It's hard to talk about Guitar Hero III without also blabbing about Rock Band, but I'll do my best to fight the temptation. We'll save that comparison for when I do a proper Rock Band review. But it's totally fair to start talking about Guitar Hero III by looking back at what I had to say about Guitar Hero II.
As soon as Guitar Hero II landed on the Xbox I was ready for a truckload downloadable content... which never really came. There were 7 track packs released, 4 of which were recycled from Guitar Hero I, and 2 were indie collections that I frankly don't have the patience for (at least not at that price). So effectively there was only 1 interesting track pack… yeah. It's too early to really say whether Guitar Hero III is going to follow that pattern. There have been 2 real track packs so far, which look decent but I haven't bothered to pick them up. Guitar Hero certainly isn't competing well against Rock Band when it comes to either pricing or selection. Instead of focusing much energy on downloadable content they're going to focus on yearly title releases. You're effectively getting one huge infrequent bundle of tracks, which is cheaper in bulk and comes paired with a software update. It's not that bad as long as the selection agrees with you and that gameplay gets refined. So, yeah, how's that gameplay doing?
My main problems with Guitar Hero II were around unlocking stuff for multiplayer and the awkwardness of coop account management. Guitar Hero III has added a coop career that removes the need to play singleplayer in order to unlock tracks. Unfortunately that's the only improvement here. You're still totally boned if you hit a brick wall and need to dial down the difficulty (you'll have to start your campaign over from scratch). And the whole coop career falls apart when multiple Xbox Live accounts are involved. Only one player gets credit for advancing through the career and there's no way to play the career online. There's only enough coop in Guitar Hero III to put a bullet on the back of the box - it's in no way a complete experience.
The other main gameplay addition is the battle mode. A few times in your solo career you go head to head against some guitar legend. The two of you alternate playing ridiculous riffs and try to send bad voodoo at each other at the most inopportune moments. It's generally a refreshing change of place due the objective switch and the nice intricate guitar solos. Your final battle is with the devil himself, who in no way was paying attention to the linear difficulty curve. I breezed through most of the solo career on Hard but failed countless times against the devil. I'm all for a good challenge, but don't be a tease and hold it all off until the end. That's just frustrating.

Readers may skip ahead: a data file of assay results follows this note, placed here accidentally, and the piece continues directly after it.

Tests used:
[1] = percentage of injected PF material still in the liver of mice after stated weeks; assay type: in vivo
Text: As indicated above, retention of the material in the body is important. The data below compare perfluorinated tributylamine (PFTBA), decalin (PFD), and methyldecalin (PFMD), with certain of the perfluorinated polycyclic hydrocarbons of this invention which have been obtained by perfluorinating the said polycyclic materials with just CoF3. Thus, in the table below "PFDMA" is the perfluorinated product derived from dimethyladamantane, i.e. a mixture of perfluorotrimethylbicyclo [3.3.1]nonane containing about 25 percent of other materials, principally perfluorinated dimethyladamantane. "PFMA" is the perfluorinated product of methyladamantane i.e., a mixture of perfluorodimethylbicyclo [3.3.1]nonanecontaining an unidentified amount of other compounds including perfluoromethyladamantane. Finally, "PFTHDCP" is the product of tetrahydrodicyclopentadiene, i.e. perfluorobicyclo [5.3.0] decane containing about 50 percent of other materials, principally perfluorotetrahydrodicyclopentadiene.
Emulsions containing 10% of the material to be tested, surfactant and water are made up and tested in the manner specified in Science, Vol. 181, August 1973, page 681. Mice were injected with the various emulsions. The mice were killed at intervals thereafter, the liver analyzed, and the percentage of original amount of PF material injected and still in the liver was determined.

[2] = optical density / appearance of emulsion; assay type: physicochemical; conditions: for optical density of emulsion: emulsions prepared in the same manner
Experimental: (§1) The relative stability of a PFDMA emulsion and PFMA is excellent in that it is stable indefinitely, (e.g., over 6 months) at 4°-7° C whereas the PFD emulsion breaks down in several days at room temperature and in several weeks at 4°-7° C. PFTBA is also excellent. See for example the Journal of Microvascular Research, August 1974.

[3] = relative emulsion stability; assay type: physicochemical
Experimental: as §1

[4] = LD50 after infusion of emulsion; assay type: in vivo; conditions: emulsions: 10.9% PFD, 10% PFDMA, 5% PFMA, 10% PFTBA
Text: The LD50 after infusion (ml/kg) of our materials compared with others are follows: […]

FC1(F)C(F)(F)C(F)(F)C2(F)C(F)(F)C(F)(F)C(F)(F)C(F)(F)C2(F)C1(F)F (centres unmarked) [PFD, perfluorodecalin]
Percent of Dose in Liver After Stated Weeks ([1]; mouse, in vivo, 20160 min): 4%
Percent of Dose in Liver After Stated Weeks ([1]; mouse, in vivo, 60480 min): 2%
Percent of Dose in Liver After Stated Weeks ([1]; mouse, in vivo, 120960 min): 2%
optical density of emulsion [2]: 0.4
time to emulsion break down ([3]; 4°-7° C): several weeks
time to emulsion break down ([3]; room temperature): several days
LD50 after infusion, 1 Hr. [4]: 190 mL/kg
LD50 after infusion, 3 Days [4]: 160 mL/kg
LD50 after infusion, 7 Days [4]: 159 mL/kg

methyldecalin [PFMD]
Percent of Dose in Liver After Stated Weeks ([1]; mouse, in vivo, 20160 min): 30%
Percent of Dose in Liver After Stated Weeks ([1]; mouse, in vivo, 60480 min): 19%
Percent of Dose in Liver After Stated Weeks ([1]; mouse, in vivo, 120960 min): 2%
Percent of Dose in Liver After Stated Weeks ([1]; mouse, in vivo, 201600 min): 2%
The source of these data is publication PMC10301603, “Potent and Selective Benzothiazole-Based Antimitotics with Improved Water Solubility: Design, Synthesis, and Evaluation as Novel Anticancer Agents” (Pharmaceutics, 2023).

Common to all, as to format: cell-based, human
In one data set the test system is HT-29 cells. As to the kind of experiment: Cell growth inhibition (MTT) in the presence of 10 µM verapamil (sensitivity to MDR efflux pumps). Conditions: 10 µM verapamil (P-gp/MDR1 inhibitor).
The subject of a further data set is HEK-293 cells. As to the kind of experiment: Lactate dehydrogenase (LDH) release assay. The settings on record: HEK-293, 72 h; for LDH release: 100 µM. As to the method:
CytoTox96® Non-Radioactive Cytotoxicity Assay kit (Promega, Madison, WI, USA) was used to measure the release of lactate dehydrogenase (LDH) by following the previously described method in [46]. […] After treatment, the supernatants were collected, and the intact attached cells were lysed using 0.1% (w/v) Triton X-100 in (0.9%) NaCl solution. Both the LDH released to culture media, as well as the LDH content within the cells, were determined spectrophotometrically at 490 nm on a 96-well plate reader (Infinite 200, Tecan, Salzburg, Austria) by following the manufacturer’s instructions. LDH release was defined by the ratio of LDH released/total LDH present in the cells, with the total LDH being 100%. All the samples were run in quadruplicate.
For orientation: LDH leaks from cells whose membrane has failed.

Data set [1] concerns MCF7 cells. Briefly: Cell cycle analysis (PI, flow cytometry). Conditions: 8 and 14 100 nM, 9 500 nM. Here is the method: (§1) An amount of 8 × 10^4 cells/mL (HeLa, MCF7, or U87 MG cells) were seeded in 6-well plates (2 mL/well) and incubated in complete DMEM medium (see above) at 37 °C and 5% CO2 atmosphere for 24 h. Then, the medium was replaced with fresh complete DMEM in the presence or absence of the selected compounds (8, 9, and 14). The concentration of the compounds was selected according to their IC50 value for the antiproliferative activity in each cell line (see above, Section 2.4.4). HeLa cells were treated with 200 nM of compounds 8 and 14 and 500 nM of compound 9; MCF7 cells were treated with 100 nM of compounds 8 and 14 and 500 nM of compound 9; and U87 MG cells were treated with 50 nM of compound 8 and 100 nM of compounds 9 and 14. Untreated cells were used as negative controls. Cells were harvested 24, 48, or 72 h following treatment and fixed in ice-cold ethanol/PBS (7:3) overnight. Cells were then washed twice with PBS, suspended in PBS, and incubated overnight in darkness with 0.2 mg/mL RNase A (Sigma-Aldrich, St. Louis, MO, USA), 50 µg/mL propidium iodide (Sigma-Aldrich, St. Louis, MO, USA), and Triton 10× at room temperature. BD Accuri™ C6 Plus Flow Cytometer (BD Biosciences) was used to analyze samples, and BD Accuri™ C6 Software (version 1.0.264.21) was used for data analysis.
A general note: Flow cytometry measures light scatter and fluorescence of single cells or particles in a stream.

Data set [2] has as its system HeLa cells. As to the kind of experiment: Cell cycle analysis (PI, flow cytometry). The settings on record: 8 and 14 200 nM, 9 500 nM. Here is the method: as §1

In multiplayer the battle mode doesn't fare nearly as well. Far too many matches end after the first attack or so. The only way to keep it from being arbitrary is to have both players play on a difficulty far below their comfort level, because lefty flip and double notes on expert is pretty much an immediate game over even if you have your act together.
The achievements in Guitar Hero III are a complete step backwards. I realize I'm an achievement whore, but I seriously deserve more than 15 goddamn points for beating the whole game on Hard. Assuming you pick up a 250 streak and a 250k score, you're looking at a grand total of 35 points. To put it into comparison, Guitar Hero II doles out approximately 150 points for the same accomplishment. Never mind the fact that both games have the brain-dead notion that beating the game on one difficulty doesn't warrant the achievements for the easier difficulty levels. They actually expect you to play through the game on Easy even if you beat it on Expert (which is fun... how?). Okay, so they're not handing out points for beating the game, what are they giving them out for? There are some ridiculous achievements for multiplayer (consecutive wins, are you kidding me?), and a whole bunch for coop which has the aforementioned problem of requiring that you do the whole thing twice if you're dealing with multiple Xbox Live accounts. The real value of achievement points is presenting the player with an interesting challenge that enhances and lengthens their enjoyment of the game. Guitar Hero III just throws a whole bunch of hoops your way, none of which are any fun.
I've been really hard on Guitar Hero III. I fundamentally enjoy the game, but not because they did anything to enhance the experience. I just plain enjoy pretending to be a rock star. The most important thing, the track selection, is pretty good (even if it does break into inane metal bullshit at the end). And the new guitar is nice, although I saved the money and only picked up the disc. I don't completely regret buying the game, because I know it'll get used at parties. But now that I have Rock Band I'm really thinking that Guitar Hero III would have been better off as a rental.